Saturday, February 21, 2009

Elizabeth Alexander, Poet of Iron

By Nicholas Stix

Ought Congress to pass a law, banning the reading of official state poems at presidential inaugurations? Or should we instead use the ritual as a barometer with which to measure America’s cultural decline?

In “Something there is that doesn’t like an inauguration,” my friend Jim Bowman writes of inaugural poet Elizabeth Alexander, and a high-brow discussion of her merits in The New Republic (passages in quotes are from TNR),

For a thoughtful assessment, this commentary got off to a fatuous start? I think so.

“Obama’s inauguration was just the kind of event that might inspire genuine poetry: it was that rare moment when the public intersected with the private for good instead of evil.”

It’s about the dumbbell poem read at the grand event by Yalie Elizabeth Alexander, who is black, says Adam Kirsch in The New Republic blog, “The Plank.” She is? Could have fooled me.

“Her best poems–especially in her first, reputation-making book, The Venus Hottentot–do not accept that there is an antagonism between African-American ‘folk’ culture and ‘high’ culture.”

Reminds me of the woman sitting next to Winston Churchill at dinner who said she had decided to accept the universe. “By God, you’d better,” fumed Winnie. But this woman would rather not, apparently.

Kirsch likes her, but she

“suffers . . . from excessive self-consciousness about her role as spokesman and example. As she writes in ‘Ars Poetica #92: Marcus Garvey on Elocution’:

To realize I was trained for this,

Expected to speak out, to speak well.

To realize, my family believed

I would have words for others.

As Bowman puts it, with the proper pith about the “pedestrian” poet, “this lady reads like a telegram.”

In 1961, at JFK’s inauguration, Robert Frost read his 1942 poem, “The Gift Outright.”

The Gift Outright

The land was ours before we were the land's.
She was our land more than a hundred years
Before we were her people. She was ours
In Massachusetts, in Virginia,
But we were England's, Still colonials,
Possessing what we still were unpossessed by,
Possessed by what we now no more possessed.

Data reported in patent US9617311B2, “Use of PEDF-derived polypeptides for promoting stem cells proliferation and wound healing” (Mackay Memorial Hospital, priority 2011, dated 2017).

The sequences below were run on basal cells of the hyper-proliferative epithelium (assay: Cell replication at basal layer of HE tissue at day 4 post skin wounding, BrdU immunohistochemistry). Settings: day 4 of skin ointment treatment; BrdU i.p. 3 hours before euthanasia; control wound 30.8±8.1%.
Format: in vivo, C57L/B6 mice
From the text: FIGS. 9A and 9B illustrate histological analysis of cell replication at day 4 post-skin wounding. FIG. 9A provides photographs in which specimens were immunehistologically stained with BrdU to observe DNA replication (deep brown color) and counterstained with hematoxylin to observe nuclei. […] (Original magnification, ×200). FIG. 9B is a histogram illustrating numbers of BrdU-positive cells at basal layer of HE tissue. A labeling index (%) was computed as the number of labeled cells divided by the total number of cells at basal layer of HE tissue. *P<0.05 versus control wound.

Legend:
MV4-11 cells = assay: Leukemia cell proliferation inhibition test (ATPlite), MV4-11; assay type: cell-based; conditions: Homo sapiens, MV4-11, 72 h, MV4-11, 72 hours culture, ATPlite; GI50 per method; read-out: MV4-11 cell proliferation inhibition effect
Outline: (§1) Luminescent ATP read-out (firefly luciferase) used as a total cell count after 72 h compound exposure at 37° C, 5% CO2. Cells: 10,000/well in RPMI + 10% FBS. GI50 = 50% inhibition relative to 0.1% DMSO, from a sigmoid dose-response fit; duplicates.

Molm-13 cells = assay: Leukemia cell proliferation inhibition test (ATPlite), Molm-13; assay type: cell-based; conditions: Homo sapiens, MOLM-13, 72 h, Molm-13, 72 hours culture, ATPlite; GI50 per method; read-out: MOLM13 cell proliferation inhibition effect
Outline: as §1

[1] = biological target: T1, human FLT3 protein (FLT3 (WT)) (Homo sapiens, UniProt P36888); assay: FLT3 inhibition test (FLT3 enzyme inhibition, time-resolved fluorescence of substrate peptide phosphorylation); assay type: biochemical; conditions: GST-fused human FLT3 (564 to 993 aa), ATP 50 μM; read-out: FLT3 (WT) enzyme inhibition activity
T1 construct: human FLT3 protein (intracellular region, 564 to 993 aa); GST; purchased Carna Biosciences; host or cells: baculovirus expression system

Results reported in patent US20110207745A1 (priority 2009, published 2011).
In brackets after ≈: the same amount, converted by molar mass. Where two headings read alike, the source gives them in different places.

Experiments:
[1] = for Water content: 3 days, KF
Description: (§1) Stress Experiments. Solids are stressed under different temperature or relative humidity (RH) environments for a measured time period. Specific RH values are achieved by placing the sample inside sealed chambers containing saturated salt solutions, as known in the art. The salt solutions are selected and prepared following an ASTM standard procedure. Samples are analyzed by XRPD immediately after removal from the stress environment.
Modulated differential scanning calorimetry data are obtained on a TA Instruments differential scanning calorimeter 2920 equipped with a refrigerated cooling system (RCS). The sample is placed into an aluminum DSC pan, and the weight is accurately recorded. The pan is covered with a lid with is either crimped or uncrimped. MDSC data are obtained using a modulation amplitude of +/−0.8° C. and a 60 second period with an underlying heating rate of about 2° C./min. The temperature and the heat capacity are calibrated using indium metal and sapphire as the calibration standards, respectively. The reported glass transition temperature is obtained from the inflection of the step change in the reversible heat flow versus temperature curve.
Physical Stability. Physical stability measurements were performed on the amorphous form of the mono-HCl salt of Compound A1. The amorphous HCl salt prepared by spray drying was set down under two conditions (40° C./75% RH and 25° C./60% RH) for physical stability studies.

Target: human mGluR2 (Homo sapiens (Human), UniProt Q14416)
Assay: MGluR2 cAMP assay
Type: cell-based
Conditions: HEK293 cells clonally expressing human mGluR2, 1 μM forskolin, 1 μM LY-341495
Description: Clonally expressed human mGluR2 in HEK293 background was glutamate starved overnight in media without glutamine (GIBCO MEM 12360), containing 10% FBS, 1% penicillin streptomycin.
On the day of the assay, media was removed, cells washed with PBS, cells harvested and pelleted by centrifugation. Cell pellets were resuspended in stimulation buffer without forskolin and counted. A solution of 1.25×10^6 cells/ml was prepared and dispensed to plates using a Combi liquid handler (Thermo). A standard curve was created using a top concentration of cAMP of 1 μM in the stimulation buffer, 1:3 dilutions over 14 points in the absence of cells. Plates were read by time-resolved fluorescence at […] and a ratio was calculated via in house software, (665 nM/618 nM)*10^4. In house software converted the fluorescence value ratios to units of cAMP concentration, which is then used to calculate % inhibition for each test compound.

Something we were withholding from our land of living,
And forthwith found salvation in surrender.
Such as we were we gave ourselves outright
(The deed of gift was many deeds of war)
To the land vaguely; realizing westward,
But still unstoried, artless, unenhanced,
Such as she was, such as she would become.

It’s a clunky affair, far from Frost’s best, but at least appropriate to the occasion.

Frost had been commissioned to write an original poem, but with the sun reflecting off the snow and onto his manuscript, the 86-year-old had been unable to read it, and instead recited “The Gift Outright” from memory. For the occasion, he had written, “Dedication.”


Summoning artists to participate
In the august occasions of the state
Seems something artists ought to celebrate.
Today is for my cause a day of days.
And his be poetry's old-fashioned praise
Who was the first to think of such a thing.
This verse that in acknowledgement I bring
Goes back to the beginning of the end
Of what had been for centuries the trend;
A turning point in modern history.
Colonial had been the thing to be
As long as the great issue was to see
What country'd be the one to dominate
By character, by tongue, by native trait,
The new world Christopher Columbus found….

It makes the prophet in us all presage
The glory of a next Augustan age
Of a power leading from its strength and pride,
Of young ambition eager to be tried,
Firm in our free beliefs without dismay,
In any game the nations want to play.
A golden age of poetry and power
Of which this noonday's the beginning hour.

“Dedication” has its moments, but it too is forced. Perhaps this inaugural poem business is a minefield to be avoided by prudent poets. Still, Frost’s offering was Bard-like, compared to what would follow.

In 1993, we were subjected to “Inaugural Poem,” by that font of self-esteem, census-taker laureate Maya Angelou. I’ll spare my readers the entirety of Miss Angelou’s enormity:

Inaugural Poem
There is a true yearning to respond to
The singing River and the wise Rock.
So say the Asian, the Hispanic, the Jew